Dimitry Gershenson co-leads Facebook’s Energy Access (EA) Program, which he helped design, develop, and scale. Prior to Facebook, Dimitry was a researcher and project lead at UC Berkeley, where he worked on market assessment for off‐grid energy in Kenya, financing facility design for microgrids in developing economies, and public-private partnership development for universal electrification in South Sudan. Overall, Dimitry has 7 years of industry and academic experience in energy, finance, and international development. Dimitry holds a B.S. in Natural Resource Management from Rutgers University and an M.S. in Energy and Resources from UC Berkeley.
Vrinda Manglik is an Campaign Representative for International Clean Energy Access at the Sierra Club, where her work includes advocating for increased investment in energy access. Previously, she worked as a Research Associate at the Environmental Law Institute and as a Scoville Fellow at the Natural Resources Defense Council - both in Washington, DC. She received her bachelor's degree at Sarah Lawrence College in Bronxville, NY, and a master's in environmental management from the Yale School of Forestry & Environmental Studies.
Kate McGinnis is the Market Director for AES Energy Storage, focused on the western US and Canada. She leads business development and sales in the region for the AES Advancion® platform. Prior to joining AES, she led development of stationary storage projects co-located with oil & gas infrastructure globally at Chevron, where she was also involved with the development of renewable projects including geothermal, solar thermal, and wind. Kate's project development experience spans 6 continents. Kate is treasurer and a board member of the California Energy Storage Association. She holds a BS in Environmental Science from George Washington University and an MBA from Cornell.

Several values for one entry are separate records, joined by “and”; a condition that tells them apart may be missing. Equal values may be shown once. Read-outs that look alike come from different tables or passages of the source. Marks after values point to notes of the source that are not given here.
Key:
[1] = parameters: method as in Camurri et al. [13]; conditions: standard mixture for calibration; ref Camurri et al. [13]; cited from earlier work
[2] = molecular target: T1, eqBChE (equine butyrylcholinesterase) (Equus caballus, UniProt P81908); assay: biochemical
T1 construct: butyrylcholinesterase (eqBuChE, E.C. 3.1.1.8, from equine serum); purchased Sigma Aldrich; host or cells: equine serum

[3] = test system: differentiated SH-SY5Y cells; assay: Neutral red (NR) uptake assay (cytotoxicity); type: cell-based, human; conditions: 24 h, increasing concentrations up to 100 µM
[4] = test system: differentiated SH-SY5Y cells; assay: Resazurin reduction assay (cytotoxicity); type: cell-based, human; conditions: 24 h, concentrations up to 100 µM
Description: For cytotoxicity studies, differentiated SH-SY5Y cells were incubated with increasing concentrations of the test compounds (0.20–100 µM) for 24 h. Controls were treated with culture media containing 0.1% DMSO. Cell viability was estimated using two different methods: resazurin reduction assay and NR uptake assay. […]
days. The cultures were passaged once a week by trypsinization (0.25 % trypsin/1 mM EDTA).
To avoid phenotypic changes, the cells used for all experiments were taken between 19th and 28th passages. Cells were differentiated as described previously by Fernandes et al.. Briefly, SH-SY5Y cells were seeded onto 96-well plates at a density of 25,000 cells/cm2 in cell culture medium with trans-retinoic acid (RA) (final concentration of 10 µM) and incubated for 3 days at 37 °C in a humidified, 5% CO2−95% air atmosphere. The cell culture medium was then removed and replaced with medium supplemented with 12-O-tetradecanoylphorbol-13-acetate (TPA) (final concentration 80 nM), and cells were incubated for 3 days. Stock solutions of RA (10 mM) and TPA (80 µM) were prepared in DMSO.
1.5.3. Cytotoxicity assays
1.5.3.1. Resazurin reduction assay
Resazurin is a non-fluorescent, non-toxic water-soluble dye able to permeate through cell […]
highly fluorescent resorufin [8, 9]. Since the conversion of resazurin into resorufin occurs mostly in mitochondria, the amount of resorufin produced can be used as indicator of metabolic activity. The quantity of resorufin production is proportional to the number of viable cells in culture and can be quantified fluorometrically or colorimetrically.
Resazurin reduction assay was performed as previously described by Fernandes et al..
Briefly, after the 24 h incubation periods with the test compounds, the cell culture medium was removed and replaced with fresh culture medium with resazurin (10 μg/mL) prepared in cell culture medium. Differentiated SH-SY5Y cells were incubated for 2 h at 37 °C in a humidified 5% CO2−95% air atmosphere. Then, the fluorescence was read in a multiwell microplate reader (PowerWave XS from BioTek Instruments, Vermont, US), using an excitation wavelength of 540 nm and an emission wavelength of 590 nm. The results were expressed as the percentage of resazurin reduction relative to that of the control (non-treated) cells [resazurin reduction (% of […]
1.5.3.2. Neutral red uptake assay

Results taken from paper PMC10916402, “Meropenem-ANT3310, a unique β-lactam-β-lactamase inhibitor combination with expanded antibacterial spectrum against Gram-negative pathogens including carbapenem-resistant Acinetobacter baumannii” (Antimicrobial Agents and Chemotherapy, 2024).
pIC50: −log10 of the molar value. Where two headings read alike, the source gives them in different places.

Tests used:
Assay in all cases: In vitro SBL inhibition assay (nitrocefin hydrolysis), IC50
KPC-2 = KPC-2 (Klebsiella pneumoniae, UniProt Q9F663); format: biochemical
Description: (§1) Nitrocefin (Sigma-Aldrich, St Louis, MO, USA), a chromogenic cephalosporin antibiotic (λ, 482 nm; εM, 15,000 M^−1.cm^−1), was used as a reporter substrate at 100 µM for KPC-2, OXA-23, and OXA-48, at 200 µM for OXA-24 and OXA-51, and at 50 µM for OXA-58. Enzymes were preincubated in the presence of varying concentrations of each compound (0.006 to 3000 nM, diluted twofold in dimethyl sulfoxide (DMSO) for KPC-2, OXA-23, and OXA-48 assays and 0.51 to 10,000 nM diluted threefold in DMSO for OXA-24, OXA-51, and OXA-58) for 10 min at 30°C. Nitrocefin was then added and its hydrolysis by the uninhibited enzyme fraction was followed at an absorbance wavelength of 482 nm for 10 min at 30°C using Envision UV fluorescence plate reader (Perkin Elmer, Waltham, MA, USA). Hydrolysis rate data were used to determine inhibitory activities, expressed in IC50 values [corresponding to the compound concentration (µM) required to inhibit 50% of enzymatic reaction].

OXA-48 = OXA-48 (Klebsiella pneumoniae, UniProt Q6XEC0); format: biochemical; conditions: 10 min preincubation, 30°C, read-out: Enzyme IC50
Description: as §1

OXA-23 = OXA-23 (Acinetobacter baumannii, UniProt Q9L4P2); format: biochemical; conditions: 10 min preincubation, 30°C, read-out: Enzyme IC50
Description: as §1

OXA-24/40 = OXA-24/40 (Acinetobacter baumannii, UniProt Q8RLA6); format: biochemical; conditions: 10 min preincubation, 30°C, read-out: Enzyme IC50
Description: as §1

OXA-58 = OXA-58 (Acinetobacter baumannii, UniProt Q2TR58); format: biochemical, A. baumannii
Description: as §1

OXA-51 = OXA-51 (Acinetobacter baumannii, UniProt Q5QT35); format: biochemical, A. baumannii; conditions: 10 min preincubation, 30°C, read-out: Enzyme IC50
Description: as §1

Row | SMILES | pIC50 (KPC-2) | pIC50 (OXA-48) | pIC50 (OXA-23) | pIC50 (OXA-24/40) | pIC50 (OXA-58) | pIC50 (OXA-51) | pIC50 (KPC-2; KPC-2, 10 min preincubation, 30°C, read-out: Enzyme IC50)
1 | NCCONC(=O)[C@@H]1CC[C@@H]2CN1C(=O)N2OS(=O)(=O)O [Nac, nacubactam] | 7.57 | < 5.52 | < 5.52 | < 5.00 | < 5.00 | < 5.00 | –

Jane Oyugi was born in Tanzania and is passionate about implementing solar projects to tackle the critical issues in energy, water, health and education so as to improve livelihoods and economic development. She is Co-Founder and CEO of Sustenersol Company Ltd., a project developer in Tanzania focused on developing affordable and sustainable solar microgrids and energy efficiency projects. Previously, she was VP of Product at a solar microgrid provider, Director at a global Wi-Fi roaming provider, a Management Consultant to mobile operators with Deloitte Consulting and a Software Engineer with IBM. She has an MBA from Georgetown University and a B.S. in Computer Engineering from Syracuse University.